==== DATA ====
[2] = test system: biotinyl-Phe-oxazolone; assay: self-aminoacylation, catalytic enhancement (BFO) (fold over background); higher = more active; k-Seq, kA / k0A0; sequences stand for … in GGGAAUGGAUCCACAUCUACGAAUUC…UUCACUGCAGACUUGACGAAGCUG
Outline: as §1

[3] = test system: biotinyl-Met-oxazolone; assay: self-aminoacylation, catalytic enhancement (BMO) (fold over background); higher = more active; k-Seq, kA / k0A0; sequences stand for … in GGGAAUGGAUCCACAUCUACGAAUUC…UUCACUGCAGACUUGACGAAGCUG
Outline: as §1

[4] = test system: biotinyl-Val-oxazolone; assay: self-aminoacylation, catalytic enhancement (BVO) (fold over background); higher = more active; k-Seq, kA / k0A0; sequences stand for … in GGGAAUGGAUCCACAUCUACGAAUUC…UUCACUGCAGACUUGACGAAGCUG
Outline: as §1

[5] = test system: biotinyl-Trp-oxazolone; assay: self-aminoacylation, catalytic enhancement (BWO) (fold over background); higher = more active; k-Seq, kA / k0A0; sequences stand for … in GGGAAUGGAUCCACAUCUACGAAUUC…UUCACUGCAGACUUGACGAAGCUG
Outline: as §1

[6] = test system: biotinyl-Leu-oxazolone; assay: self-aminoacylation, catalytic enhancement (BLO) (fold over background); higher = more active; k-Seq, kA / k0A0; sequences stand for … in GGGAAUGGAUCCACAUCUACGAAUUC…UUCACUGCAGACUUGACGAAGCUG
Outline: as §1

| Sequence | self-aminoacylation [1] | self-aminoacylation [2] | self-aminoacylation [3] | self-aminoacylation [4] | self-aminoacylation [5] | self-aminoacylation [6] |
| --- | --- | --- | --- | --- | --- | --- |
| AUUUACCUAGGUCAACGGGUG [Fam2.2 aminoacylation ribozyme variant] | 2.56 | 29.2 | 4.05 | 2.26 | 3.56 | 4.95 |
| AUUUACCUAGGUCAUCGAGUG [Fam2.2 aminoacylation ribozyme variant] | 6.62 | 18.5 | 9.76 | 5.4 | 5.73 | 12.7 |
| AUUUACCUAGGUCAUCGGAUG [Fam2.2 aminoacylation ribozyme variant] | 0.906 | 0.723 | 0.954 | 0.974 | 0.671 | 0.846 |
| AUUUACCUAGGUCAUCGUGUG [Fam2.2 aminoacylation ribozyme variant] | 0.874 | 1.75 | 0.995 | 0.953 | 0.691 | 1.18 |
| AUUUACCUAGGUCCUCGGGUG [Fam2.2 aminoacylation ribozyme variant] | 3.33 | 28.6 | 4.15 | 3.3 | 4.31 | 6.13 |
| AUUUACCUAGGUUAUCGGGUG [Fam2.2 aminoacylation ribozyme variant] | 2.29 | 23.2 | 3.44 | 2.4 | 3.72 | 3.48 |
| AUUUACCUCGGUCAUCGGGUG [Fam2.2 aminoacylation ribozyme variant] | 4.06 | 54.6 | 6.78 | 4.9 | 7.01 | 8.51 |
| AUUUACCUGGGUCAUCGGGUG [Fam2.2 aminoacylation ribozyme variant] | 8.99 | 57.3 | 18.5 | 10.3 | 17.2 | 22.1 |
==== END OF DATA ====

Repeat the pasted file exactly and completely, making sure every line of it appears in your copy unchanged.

[2] = test system: biotinyl-Phe-oxazolone; assay: self-aminoacylation, catalytic enhancement (BFO) (fold over background); higher = more active; k-Seq, kA / k0A0; sequences stand for … in GGGAAUGGAUCCACAUCUACGAAUUC…UUCACUGCAGACUUGACGAAGCUG
Outline: as §1

[3] = test system: biotinyl-Met-oxazolone; assay: self-aminoacylation, catalytic enhancement (BMO) (fold over background); higher = more active; k-Seq, kA / k0A0; sequences stand for … in GGGAAUGGAUCCACAUCUACGAAUUC…UUCACUGCAGACUUGACGAAGCUG
Outline: as §1

[4] = test system: biotinyl-Val-oxazolone; assay: self-aminoacylation, catalytic enhancement (BVO) (fold over background); higher = more active; k-Seq, kA / k0A0; sequences stand for … in GGGAAUGGAUCCACAUCUACGAAUUC…UUCACUGCAGACUUGACGAAGCUG
Outline: as §1

[5] = test system: biotinyl-Trp-oxazolone; assay: self-aminoacylation, catalytic enhancement (BWO) (fold over background); higher = more active; k-Seq, kA / k0A0; sequences stand for … in GGGAAUGGAUCCACAUCUACGAAUUC…UUCACUGCAGACUUGACGAAGCUG
Outline: as §1

[6] = test system: biotinyl-Leu-oxazolone; assay: self-aminoacylation, catalytic enhancement (BLO) (fold over background); higher = more active; k-Seq, kA / k0A0; sequences stand for … in GGGAAUGGAUCCACAUCUACGAAUUC…UUCACUGCAGACUUGACGAAGCUG
Outline: as §1

| Sequence | self-aminoacylation [1] | self-aminoacylation [2] | self-aminoacylation [3] | self-aminoacylation [4] | self-aminoacylation [5] | self-aminoacylation [6] |
| --- | --- | --- | --- | --- | --- | --- |
| AUUUACCUAGGUCAACGGGUG [Fam2.2 aminoacylation ribozyme variant] | 2.56 | 29.2 | 4.05 | 2.26 | 3.56 | 4.95 |
| AUUUACCUAGGUCAUCGAGUG [Fam2.2 aminoacylation ribozyme variant] | 6.62 | 18.5 | 9.76 | 5.4 | 5.73 | 12.7 |
| AUUUACCUAGGUCAUCGGAUG [Fam2.2 aminoacylation ribozyme variant] | 0.906 | 0.723 | 0.954 | 0.974 | 0.671 | 0.846 |
| AUUUACCUAGGUCAUCGUGUG [Fam2.2 aminoacylation ribozyme variant] | 0.874 | 1.75 | 0.995 | 0.953 | 0.691 | 1.18 |
| AUUUACCUAGGUCCUCGGGUG [Fam2.2 aminoacylation ribozyme variant] | 3.33 | 28.6 | 4.15 | 3.3 | 4.31 | 6.13 |
| AUUUACCUAGGUUAUCGGGUG [Fam2.2 aminoacylation ribozyme variant] | 2.29 | 23.2 | 3.44 | 2.4 | 3.72 | 3.48 |
| AUUUACCUCGGUCAUCGGGUG [Fam2.2 aminoacylation ribozyme variant] | 4.06 | 54.6 | 6.78 | 4.9 | 7.01 | 8.51 |
| AUUUACCUGGGUCAUCGGGUG [Fam2.2 aminoacylation ribozyme variant] | 8.99 | 57.3 | 18.5 | 10.3 | 17.2 | 22.1 |